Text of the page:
Jan. 31, 2017 — COLLEGE STATION, Texas — A loblolly pine on the T.L.L. Temple Foundation Boggy Slough Conservation Area west of Lufkin was recently confirmed by Texas A&M Forest Service to be the largest of its kind in the state.
Located within 200 feet of Cochino Bayou, a prominent waterway, the champion loblolly stands as a symbol of the oldest forest growth in Texas. Due to the presence of an old abandoned tram right-of-way, it is believed that this area was last logged for both hardwood and pine more than 100 years ago. This tree was likely one of the first to regenerate following logging in the late 1800s.
“Although all trees have value as they provide many environmental, economic and social benefits to Texans, big trees have big value,” said Texas A&M Forest Service Partnership Coordinator Gretchen Riley. “This big loblolly pine stands in a place that could arguably be called the birthplace of Texas forestry and connects past industry with present conservation values. I’m thrilled to crown it the state champion.”
When a potential champion tree is located, a precise measuring process is utilized to determine a tree index number. The number is found by combining the trunk circumference in inches with the total height of the tree in feet, plus one-quarter of the average crown spread in feet. The former champion, located in Rusk County, was most recently measured in May 2013 and has an index of 309 points.
The new champion, standing at 138 feet, was nominated by Robert Sanders, Director of Forest and Wildlife Management at the T.L.L. Temple Foundation’s Boggy Slough Conservation Area. With a circumference of 178 inches and a crown spread of 65 feet, the new champion has a tree index of 332 points.
Originally purchased in the early 1900’s as part of the Southern Pine Lumber Company, Boggy Slough is an approximately 20,000 acre tract located in east Texas along the Neches River. The Southern Pine Lumber Company would become the Temple-Inland Corporation and was purchased by International Paper in 2012. Ultimately, the tract would be purchased by the T.L.L Temple Foundation in 2013.
After the tract was purchased by the T.L.L. Temple Foundation, management priorities shifted from a focus on commercial timber production to a more balanced approach that promotes ecosystem health while maintaining the land as a working forest. In 2016, a conservation easement was placed on the property in cooperation with the Conservation Fund, allowing the property and its conservation value to be protected in perpetuity.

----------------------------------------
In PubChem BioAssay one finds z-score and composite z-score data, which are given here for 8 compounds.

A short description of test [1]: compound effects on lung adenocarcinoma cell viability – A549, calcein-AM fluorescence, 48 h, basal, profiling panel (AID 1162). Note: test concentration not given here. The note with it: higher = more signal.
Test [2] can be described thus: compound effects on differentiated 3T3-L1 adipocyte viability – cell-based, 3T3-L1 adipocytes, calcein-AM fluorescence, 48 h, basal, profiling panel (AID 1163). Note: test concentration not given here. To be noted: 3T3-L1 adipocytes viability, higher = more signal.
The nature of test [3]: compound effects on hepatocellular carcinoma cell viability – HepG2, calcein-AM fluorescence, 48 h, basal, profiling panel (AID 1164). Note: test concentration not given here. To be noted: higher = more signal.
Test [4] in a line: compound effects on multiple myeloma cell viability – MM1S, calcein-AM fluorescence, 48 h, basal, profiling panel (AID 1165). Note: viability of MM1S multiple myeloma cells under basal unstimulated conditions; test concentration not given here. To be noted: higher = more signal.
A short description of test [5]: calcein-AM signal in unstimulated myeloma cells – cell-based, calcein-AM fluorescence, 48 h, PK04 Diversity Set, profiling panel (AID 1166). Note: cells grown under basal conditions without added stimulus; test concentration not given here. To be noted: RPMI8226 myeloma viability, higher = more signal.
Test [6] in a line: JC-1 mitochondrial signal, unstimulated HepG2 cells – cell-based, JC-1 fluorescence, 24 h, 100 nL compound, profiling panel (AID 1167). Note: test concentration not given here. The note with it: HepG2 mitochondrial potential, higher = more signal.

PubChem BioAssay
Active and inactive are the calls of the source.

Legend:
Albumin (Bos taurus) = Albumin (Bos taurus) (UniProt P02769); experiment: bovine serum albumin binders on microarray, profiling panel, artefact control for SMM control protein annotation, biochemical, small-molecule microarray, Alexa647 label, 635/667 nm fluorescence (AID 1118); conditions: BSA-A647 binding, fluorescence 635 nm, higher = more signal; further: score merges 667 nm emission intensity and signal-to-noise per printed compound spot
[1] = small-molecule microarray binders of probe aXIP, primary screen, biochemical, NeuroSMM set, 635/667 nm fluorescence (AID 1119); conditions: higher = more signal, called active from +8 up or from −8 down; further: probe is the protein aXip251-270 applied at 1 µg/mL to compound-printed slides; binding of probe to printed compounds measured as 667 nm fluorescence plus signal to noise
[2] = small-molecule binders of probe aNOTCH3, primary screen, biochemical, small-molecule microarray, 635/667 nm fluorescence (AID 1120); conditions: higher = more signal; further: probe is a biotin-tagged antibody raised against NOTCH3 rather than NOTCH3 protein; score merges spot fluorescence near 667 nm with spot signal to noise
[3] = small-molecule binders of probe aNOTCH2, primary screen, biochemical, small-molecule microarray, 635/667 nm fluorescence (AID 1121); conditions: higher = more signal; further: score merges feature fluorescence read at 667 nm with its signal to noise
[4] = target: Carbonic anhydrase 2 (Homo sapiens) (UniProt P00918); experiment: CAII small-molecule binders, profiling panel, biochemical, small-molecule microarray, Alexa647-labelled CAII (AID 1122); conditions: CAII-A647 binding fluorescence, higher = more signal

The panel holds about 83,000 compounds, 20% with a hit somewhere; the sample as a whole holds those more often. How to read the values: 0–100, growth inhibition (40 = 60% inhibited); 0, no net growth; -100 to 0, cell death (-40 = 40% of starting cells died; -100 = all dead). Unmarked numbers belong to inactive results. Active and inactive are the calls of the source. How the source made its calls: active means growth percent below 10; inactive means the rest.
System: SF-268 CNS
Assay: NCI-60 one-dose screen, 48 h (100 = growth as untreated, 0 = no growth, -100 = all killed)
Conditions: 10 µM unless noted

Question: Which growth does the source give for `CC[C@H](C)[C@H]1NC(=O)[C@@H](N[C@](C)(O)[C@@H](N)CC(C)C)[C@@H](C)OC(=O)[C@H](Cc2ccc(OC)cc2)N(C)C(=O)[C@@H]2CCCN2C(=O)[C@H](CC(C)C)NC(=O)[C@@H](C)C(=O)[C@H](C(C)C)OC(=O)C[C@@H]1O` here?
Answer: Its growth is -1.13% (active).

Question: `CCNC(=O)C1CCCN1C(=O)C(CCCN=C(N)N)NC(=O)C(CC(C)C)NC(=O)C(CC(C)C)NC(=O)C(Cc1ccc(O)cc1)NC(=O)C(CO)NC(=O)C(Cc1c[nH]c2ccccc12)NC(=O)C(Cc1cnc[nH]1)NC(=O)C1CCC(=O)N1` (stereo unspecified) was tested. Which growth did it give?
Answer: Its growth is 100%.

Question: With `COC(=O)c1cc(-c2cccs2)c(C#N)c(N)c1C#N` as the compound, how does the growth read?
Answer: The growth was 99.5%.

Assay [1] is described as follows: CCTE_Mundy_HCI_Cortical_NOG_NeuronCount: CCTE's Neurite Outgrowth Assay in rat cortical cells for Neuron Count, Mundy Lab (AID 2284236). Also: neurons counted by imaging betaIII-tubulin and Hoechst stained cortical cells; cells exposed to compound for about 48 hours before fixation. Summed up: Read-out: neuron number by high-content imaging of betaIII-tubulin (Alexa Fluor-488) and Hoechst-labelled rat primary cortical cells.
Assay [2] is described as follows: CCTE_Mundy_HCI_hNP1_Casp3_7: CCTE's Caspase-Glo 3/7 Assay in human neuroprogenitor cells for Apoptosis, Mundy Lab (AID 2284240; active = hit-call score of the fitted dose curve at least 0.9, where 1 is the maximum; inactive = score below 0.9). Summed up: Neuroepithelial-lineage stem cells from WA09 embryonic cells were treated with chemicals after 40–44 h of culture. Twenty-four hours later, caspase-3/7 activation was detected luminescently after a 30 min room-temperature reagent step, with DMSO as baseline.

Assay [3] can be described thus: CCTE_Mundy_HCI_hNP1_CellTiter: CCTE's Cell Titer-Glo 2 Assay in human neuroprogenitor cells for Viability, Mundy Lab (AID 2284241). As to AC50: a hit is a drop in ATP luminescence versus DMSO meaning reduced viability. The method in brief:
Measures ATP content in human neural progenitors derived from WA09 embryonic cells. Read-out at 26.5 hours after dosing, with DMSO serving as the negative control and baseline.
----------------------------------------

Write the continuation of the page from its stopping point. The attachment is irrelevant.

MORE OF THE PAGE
“The Boggy Slough Conservation Area aspires to be a model for conservation and land management that connect nature to our communities,” said Wynn Rosser, President and CEO of the T.L.L. Temple Foundation.
Originally, loblolly pine, known officially as Pinus taeda, was commonly found along banks of streams in virgin forests of Texas. Today, this large, fast-growing tree species is now the dominant pine across the state, and is considered to be the most commercially valuable of the southern pines. The wood has a wide range of uses including lumber, pulp, boxes, crossties, posts and fuel.
Upon proclamation as a champion, this tree was added to the latest edition of the Texas Big Tree Registry, a listing of the largest specimen of every native or naturalized tree species found in the state.
The purpose of the Big Tree Registry is twofold — to stimulate a greater public appreciation of trees and to recognize owners and nominators of the state’s largest trees. The registry is published quarterly on the Texas A&M Forest Service Big Tree Registry page.
Currently, Texas A&M Forest Service recognizes 320 native or naturalized tree species that qualify for the list. Of these, 85 are current national champions or co-champions listed in the 2016 National Register of Big Trees published by the conservation group American Forests. The largest loblolly in the nation, with an index score of 343, was crowned in 2016 and is located in Northampton, Virginia.
T.L.L. Temple Foundation
Robert Sanders, Director of Forest & Wildlife Management, T.L.L. Temple Foundation’s Boggy Slough Conservation Area
Gretchen Riley, Partnership Coordinator, Texas A&M Forest Service